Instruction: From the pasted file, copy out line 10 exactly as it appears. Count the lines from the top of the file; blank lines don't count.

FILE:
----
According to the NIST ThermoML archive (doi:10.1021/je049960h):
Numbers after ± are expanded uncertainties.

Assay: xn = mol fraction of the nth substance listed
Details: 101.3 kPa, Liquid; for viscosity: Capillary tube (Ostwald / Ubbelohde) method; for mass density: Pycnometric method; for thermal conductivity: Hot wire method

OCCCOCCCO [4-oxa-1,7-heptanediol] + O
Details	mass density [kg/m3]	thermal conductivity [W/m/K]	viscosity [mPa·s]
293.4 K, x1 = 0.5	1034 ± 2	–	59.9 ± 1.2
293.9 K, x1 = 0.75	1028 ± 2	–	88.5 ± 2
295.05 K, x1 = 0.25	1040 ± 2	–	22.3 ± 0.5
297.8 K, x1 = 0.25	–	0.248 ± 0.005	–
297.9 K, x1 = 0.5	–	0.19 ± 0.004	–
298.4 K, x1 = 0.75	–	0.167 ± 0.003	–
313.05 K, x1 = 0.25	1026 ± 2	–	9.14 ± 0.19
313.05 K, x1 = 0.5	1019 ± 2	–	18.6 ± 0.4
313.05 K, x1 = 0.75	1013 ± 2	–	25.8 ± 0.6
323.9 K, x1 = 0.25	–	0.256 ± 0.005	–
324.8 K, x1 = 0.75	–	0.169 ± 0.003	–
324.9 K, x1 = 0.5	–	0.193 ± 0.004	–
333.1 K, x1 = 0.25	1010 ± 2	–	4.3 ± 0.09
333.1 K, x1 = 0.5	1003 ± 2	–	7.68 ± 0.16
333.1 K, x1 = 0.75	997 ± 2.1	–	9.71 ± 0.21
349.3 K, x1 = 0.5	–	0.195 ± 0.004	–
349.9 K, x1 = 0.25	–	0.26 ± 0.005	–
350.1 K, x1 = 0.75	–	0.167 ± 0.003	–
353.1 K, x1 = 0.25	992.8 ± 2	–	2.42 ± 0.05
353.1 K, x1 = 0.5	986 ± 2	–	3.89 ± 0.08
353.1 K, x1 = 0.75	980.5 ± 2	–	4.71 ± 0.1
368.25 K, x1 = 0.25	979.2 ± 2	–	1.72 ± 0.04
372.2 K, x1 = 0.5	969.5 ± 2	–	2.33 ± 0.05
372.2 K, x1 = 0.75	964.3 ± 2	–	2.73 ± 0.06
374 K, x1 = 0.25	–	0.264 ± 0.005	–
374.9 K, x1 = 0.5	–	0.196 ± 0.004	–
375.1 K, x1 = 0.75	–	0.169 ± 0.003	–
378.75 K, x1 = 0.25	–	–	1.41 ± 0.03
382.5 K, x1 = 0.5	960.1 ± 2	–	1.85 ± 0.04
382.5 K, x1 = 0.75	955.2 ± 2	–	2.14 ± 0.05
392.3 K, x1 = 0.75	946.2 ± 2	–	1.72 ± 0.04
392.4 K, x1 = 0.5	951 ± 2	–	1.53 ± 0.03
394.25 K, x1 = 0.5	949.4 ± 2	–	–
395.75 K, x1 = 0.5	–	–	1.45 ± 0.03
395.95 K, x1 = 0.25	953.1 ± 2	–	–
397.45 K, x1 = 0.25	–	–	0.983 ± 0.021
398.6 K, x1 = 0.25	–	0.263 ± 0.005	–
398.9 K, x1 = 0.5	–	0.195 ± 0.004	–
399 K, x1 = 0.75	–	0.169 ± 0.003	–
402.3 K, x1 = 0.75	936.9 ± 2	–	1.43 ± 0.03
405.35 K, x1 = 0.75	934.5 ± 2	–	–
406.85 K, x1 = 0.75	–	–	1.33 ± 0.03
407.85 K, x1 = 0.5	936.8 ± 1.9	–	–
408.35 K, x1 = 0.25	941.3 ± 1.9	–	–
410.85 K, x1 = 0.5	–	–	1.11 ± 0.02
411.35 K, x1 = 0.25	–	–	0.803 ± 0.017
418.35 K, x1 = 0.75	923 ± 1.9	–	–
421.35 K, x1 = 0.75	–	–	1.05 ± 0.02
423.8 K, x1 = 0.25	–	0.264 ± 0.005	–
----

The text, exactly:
297.8 K, x1 = 0.25	–	0.248 ± 0.005	–